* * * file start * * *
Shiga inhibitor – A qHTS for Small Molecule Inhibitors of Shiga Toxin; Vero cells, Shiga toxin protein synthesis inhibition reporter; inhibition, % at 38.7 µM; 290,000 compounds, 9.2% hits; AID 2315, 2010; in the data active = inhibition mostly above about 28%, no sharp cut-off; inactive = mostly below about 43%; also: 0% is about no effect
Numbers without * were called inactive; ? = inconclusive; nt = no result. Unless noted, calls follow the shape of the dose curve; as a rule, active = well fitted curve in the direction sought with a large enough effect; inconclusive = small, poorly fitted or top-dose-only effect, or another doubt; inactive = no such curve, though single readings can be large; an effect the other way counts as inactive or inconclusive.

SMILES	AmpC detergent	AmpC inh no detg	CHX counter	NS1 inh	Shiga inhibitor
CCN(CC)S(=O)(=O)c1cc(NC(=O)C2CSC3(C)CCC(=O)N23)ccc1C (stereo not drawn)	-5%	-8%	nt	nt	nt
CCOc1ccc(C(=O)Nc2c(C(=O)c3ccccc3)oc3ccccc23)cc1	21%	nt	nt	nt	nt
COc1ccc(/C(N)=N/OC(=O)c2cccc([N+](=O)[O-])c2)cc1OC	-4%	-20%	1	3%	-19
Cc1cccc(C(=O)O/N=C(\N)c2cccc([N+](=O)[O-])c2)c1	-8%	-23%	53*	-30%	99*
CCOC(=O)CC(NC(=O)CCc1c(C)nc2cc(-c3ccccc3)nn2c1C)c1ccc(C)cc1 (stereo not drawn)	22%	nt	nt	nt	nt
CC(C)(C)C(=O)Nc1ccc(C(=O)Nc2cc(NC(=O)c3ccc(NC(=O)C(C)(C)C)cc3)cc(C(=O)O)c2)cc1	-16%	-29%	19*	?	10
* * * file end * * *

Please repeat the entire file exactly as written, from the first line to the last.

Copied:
Shiga inhibitor – A qHTS for Small Molecule Inhibitors of Shiga Toxin; Vero cells, Shiga toxin protein synthesis inhibition reporter; inhibition, % at 38.7 µM; 290,000 compounds, 9.2% hits; AID 2315, 2010; in the data active = inhibition mostly above about 28%, no sharp cut-off; inactive = mostly below about 43%; also: 0% is about no effect
Numbers without * were called inactive; ? = inconclusive; nt = no result. Unless noted, calls follow the shape of the dose curve; as a rule, active = well fitted curve in the direction sought with a large enough effect; inconclusive = small, poorly fitted or top-dose-only effect, or another doubt; inactive = no such curve, though single readings can be large; an effect the other way counts as inactive or inconclusive.

SMILES	AmpC detergent	AmpC inh no detg	CHX counter	NS1 inh	Shiga inhibitor
CCN(CC)S(=O)(=O)c1cc(NC(=O)C2CSC3(C)CCC(=O)N23)ccc1C (stereo not drawn)	-5%	-8%	nt	nt	nt
CCOc1ccc(C(=O)Nc2c(C(=O)c3ccccc3)oc3ccccc23)cc1	21%	nt	nt	nt	nt
COc1ccc(/C(N)=N/OC(=O)c2cccc([N+](=O)[O-])c2)cc1OC	-4%	-20%	1	3%	-19
Cc1cccc(C(=O)O/N=C(\N)c2cccc([N+](=O)[O-])c2)c1	-8%	-23%	53*	-30%	99*
CCOC(=O)CC(NC(=O)CCc1c(C)nc2cc(-c3ccccc3)nn2c1C)c1ccc(C)cc1 (stereo not drawn)	22%	nt	nt	nt	nt
CC(C)(C)C(=O)Nc1ccc(C(=O)Nc2cc(NC(=O)c3ccc(NC(=O)C(C)(C)C)cc3)cc(C(=O)O)c2)cc1	-16%	-29%	19*	?	10